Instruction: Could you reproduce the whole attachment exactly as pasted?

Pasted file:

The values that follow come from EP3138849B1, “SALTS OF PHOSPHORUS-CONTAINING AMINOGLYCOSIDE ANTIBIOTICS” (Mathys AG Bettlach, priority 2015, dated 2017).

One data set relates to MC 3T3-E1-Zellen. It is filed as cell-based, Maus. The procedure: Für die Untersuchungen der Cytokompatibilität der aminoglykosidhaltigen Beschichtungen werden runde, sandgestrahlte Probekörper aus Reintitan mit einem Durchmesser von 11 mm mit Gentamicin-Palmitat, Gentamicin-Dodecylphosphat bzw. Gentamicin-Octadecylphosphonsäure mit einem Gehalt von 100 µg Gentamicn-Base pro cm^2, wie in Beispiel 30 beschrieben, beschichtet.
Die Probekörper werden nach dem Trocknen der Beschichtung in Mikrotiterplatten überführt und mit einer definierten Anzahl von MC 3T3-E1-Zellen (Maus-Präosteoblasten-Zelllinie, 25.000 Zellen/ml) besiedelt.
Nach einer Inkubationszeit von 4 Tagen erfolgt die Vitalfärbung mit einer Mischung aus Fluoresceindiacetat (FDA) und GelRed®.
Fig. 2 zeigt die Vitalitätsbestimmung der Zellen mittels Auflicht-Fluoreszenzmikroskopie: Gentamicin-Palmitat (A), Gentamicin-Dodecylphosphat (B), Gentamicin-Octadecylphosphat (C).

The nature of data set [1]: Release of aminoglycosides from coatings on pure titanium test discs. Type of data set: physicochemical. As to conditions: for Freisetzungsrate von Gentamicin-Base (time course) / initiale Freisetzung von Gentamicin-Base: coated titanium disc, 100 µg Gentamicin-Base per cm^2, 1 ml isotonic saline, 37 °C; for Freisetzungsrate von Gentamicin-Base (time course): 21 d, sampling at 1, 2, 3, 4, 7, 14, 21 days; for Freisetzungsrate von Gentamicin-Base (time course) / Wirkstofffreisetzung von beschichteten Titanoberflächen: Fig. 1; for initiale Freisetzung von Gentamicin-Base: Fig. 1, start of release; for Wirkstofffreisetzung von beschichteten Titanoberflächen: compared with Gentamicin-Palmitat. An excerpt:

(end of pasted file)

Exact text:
The values that follow come from EP3138849B1, “SALTS OF PHOSPHORUS-CONTAINING AMINOGLYCOSIDE ANTIBIOTICS” (Mathys AG Bettlach, priority 2015, dated 2017).

One data set relates to MC 3T3-E1-Zellen. It is filed as cell-based, Maus. The procedure: Für die Untersuchungen der Cytokompatibilität der aminoglykosidhaltigen Beschichtungen werden runde, sandgestrahlte Probekörper aus Reintitan mit einem Durchmesser von 11 mm mit Gentamicin-Palmitat, Gentamicin-Dodecylphosphat bzw. Gentamicin-Octadecylphosphonsäure mit einem Gehalt von 100 µg Gentamicn-Base pro cm^2, wie in Beispiel 30 beschrieben, beschichtet.
Die Probekörper werden nach dem Trocknen der Beschichtung in Mikrotiterplatten überführt und mit einer definierten Anzahl von MC 3T3-E1-Zellen (Maus-Präosteoblasten-Zelllinie, 25.000 Zellen/ml) besiedelt.
Nach einer Inkubationszeit von 4 Tagen erfolgt die Vitalfärbung mit einer Mischung aus Fluoresceindiacetat (FDA) und GelRed®.
Fig. 2 zeigt die Vitalitätsbestimmung der Zellen mittels Auflicht-Fluoreszenzmikroskopie: Gentamicin-Palmitat (A), Gentamicin-Dodecylphosphat (B), Gentamicin-Octadecylphosphat (C).

The nature of data set [1]: Release of aminoglycosides from coatings on pure titanium test discs. Type of data set: physicochemical. As to conditions: for Freisetzungsrate von Gentamicin-Base (time course) / initiale Freisetzung von Gentamicin-Base: coated titanium disc, 100 µg Gentamicin-Base per cm^2, 1 ml isotonic saline, 37 °C; for Freisetzungsrate von Gentamicin-Base (time course): 21 d, sampling at 1, 2, 3, 4, 7, 14, 21 days; for Freisetzungsrate von Gentamicin-Base (time course) / Wirkstofffreisetzung von beschichteten Titanoberflächen: Fig. 1; for initiale Freisetzung von Gentamicin-Base: Fig. 1, start of release; for Wirkstofffreisetzung von beschichteten Titanoberflächen: compared with Gentamicin-Palmitat. An excerpt: